Reach redundancies – what does this mean for PR?

Category: PR Insights

By: Rich Leigh

News broke today that the UK’s largest commercial news publisher, Reach, has let 450 employees go.

Of the 450 affected, 320 of those people work in editorial. It is the third round of cutbacks from Reach this year, according to Hold the Front Page.

I’ve heard that whole teams have been made redundant. Teams working across multiple titles, and not just across counties, but across regions. Those impacted have been told they can apply for any internal roles.

It should go without saying that this is incredibly sad news for those impacted and their families. I’ve many friends in and around journalism, including at Reach, some of which I’ve showed this blog to before publishing.

Titles were already struggling. Anecdotally, I know our local title well enough, and know that the editor is snowed under, handling the majority of output.

If that’s the same across the other regional titles (list here), we are surely seeing the end of any ability for Reach titles to meaningfully cover local news.

Not that it is as important as people losing their livelihoods right now, but there are implications for PR, too, and we’d do well to consider them – as it can and will (continue to) impact livelihoods in the imminent future.

In terms of recovery to pre-Covid levels of recruitment, ‘advertising, marketing and PR’ is one of the worst-hit industries, and we’re still seeing agency casualties.

Fewer, busier, evermore target-pressed journalists means fewer opportunities for client coverage in those titles.

I’ve written about why I think we’d reached the end in the race to the bottom for digital PR – back in April. Fewer opportunities for coverage in the UK’s largest news publisher inevitably means fewer opportunities for links in those titles. Fewer opportunities for regional, data-led stories, and far more importantly, less chance of local news being reported – a trend I’ve watched only worsen over the last few years.

Of course, we have the BBC in the UK, and thank the gods we do.

From a regional journalist, thankfully not impacted by today’s news:

“Facebook and Google have turned the taps off. Twitter does f-all traffic. Same with TikTok and Instagram, of course. This is a real tipping point for how publishers go about cultivating loyal audiences.”

Optimistically, if agencies are in the position to hire, there will be a fantastic group of journalists looking for work, with many transferable skills. Go, tweet, post on LinkedIn – I’m sure there’ll be plenty of interested applicants. I saw Alex Donohue at Pressbox call out for applicants, for instance.

Also optimistically, I think there is still an incredible bloat-free opportunity to report community-centric news. Substack and audio/video podcasts jump out to me as two monetiseable routes to audiences that are still more than keen to be reliably kept up to date with local news.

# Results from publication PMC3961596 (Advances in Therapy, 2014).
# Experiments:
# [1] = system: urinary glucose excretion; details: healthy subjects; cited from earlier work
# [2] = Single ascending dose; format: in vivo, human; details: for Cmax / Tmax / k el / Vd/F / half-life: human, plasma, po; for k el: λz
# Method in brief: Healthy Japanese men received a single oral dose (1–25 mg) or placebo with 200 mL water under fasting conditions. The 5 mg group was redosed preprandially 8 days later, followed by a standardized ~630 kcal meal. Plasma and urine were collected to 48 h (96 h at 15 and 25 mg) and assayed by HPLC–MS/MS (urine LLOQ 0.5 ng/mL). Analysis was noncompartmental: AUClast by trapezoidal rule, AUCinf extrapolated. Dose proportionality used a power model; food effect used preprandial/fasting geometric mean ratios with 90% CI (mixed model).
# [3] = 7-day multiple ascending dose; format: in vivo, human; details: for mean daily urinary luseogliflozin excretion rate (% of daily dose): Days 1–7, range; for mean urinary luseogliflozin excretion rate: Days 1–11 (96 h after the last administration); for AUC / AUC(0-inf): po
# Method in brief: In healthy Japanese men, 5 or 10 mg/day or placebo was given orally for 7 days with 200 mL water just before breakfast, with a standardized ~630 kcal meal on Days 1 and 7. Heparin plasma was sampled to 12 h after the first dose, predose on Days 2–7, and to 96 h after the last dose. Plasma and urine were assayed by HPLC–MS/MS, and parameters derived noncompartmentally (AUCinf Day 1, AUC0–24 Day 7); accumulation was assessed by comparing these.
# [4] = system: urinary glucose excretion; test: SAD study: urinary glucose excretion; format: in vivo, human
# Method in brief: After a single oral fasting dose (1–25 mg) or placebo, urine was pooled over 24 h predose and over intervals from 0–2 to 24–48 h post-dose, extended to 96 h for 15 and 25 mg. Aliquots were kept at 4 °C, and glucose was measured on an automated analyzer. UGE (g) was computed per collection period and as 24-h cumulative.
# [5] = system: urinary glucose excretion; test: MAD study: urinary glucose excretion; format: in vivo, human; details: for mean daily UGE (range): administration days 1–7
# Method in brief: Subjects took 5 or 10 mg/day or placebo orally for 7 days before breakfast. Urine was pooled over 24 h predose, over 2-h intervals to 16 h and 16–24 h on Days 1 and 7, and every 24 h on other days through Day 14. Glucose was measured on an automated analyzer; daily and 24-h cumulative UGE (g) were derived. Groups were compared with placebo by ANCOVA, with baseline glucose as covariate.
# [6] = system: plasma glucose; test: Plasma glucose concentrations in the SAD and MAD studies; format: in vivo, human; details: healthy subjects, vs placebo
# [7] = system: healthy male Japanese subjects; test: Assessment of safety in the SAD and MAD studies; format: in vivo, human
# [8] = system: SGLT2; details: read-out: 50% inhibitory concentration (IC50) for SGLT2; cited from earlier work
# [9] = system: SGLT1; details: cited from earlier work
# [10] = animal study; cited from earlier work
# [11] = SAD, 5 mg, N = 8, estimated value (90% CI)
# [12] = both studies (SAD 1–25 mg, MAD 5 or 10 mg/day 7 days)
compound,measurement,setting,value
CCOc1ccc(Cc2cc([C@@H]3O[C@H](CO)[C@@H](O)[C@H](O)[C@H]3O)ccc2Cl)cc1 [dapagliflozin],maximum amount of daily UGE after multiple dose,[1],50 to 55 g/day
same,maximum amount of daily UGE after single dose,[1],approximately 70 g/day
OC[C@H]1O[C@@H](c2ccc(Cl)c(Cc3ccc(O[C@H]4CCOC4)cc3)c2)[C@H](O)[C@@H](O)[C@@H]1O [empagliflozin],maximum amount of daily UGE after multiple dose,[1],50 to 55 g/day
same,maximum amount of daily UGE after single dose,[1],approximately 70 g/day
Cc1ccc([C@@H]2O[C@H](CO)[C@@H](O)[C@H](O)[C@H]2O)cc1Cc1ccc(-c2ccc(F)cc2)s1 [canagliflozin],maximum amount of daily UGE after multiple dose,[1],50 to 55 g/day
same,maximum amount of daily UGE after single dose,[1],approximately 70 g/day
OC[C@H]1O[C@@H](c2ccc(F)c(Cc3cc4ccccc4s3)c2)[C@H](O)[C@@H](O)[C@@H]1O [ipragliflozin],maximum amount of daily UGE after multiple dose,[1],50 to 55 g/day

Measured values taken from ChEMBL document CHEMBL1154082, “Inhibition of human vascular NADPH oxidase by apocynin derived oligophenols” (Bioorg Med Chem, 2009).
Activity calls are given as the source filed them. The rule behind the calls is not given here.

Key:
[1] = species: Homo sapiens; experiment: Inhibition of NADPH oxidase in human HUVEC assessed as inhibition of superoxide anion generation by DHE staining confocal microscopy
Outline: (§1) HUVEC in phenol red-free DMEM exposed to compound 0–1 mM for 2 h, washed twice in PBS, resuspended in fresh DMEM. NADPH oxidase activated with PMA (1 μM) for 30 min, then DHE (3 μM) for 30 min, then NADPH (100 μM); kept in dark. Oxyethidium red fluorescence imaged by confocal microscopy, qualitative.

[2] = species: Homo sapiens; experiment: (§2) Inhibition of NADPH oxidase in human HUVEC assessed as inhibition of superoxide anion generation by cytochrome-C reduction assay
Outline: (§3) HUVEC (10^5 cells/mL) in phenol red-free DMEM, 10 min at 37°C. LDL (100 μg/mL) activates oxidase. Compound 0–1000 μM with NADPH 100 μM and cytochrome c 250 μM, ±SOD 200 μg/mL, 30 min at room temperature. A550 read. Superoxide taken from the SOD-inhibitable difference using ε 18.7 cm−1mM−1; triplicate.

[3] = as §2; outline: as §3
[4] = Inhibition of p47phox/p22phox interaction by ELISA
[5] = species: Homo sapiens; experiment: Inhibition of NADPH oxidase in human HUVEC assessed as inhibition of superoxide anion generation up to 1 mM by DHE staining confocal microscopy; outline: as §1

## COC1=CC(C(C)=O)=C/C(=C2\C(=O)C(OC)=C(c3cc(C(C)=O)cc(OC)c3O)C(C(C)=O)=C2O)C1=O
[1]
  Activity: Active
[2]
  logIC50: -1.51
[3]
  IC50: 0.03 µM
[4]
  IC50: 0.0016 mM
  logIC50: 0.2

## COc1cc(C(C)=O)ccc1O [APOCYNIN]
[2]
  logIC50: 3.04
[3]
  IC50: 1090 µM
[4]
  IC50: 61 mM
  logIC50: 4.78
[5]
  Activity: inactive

The Edinburgh Guardian Substack is a good example, subscribed to by thousands.

It’s not just parroting a point to say that local news is vital for democracy.

The enormous acquisitions of newsletters like Hustle, Morning Brew and Newsette give me hope. We got a client into the Morning Brew recently and the client said it was the ‘2023 version’ of getting a newspaper front page.

It’s another big bump in the road for media relations, and further reason to ensure our PR efforts are audience-first, brand-orientated and varied.

Media relations as a tactic isn’t dead by any stretch, but as ever, plodding ahead blindly will put agencies and clients on the back foot.

Update – ‘Mirror publisher to replace journalists with social media influencers’

Reach boss Jim Mullen told The Telegraph :

“They don’t like me using the word influencers in here, but we have brought in people who have a following and what we do is put them through our formal training to make sure they can write things in the right way, make sure they know how to edit copy, make sure they don’t get into trouble.”

It’s stated in that link that the company will hire ‘non-professional journalists who have a significant social media following around a certain subject matter, such as football teams’, adding that the company would ‘target influencers with a relatively small following and offer to boost their online presence through access to the publisher’s resources’.

Laura Davison, national organiser at the National Union of Journalists (NUJ), called it a blow to Reach journalists “who have adapted at pace to company demands”.